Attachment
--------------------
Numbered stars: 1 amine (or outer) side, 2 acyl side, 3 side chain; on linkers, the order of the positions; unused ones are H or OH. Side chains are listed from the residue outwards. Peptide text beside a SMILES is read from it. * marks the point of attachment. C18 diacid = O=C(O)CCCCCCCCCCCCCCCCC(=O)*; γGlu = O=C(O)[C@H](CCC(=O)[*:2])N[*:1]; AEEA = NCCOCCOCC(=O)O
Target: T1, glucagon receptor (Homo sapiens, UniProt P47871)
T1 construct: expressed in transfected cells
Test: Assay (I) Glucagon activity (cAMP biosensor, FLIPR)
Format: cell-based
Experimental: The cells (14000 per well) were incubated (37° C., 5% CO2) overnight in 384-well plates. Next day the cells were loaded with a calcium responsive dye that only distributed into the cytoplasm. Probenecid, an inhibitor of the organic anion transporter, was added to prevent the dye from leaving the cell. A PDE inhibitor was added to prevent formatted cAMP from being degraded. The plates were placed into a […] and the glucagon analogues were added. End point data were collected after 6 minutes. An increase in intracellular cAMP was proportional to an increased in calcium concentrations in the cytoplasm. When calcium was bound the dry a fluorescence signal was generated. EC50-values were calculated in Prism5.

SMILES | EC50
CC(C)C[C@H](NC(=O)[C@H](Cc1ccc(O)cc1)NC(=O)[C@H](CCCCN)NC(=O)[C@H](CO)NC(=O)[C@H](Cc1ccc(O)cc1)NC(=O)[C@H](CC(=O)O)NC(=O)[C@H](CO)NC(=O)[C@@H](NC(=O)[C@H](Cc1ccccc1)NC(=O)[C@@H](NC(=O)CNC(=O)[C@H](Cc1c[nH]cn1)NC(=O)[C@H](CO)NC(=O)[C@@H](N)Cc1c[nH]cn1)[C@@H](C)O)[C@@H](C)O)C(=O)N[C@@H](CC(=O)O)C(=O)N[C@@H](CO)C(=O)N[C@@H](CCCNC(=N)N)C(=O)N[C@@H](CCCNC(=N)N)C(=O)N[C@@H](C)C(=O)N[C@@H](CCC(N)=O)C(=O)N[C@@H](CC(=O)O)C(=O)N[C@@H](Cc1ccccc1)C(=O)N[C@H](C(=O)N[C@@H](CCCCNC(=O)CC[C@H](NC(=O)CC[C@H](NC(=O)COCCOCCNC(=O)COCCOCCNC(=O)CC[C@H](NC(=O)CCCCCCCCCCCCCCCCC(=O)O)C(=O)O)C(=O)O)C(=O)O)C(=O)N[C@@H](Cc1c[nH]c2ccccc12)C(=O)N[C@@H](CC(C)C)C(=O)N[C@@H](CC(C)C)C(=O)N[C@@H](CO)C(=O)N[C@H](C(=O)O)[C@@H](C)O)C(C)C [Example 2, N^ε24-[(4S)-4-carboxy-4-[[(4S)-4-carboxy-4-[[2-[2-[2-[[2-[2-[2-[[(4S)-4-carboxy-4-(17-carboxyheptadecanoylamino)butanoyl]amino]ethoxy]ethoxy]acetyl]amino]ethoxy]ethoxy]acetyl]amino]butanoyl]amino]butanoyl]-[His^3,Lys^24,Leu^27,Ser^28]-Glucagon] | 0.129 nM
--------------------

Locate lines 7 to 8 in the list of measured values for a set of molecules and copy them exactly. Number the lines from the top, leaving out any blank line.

SMILES | EC50
CC(C)C[C@H](NC(=O)[C@H](Cc1ccc(O)cc1)NC(=O)[C@H](CCCCN)NC(=O)[C@H](CO)NC(=O)[C@H](Cc1ccc(O)cc1)NC(=O)[C@H](CC(=O)O)NC(=O)[C@H](CO)NC(=O)[C@@H](NC(=O)[C@H](Cc1ccccc1)NC(=O)[C@@H](NC(=O)CNC(=O)[C@H](Cc1c[nH]cn1)NC(=O)[C@H](CO)NC(=O)[C@@H](N)Cc1c[nH]cn1)[C@@H](C)O)[C@@H](C)O)C(=O)N[C@@H](CC(=O)O)C(=O)N[C@@H](CO)C(=O)N[C@@H](CCCNC(=N)N)C(=O)N[C@@H](CCCNC(=N)N)C(=O)N[C@@H](C)C(=O)N[C@@H](CCC(N)=O)C(=O)N[C@@H](CC(=O)O)C(=O)N[C@@H](Cc1ccccc1)C(=O)N[C@H](C(=O)N[C@@H](CCCCNC(=O)CC[C@H](NC(=O)CC[C@H](NC(=O)COCCOCCNC(=O)COCCOCCNC(=O)CC[C@H](NC(=O)CCCCCCCCCCCCCCCCC(=O)O)C(=O)O)C(=O)O)C(=O)O)C(=O)N[C@@H](Cc1c[nH]c2ccccc12)C(=O)N[C@@H](CC(C)C)C(=O)N[C@@H](CC(C)C)C(=O)N[C@@H](CO)C(=O)N[C@H](C(=O)O)[C@@H](C)O)C(C)C [Example 2, N^ε24-[(4S)-4-carboxy-4-[[(4S)-4-carboxy-4-[[2-[2-[2-[[2-[2-[2-[[(4S)-4-carboxy-4-(17-carboxyheptadecanoylamino)butanoyl]amino]ethoxy]ethoxy]acetyl]amino]ethoxy]ethoxy]acetyl]amino]butanoyl]amino]butanoyl]-[His^3,Lys^24,Leu^27,Ser^28]-Glucagon] | 0.129 nM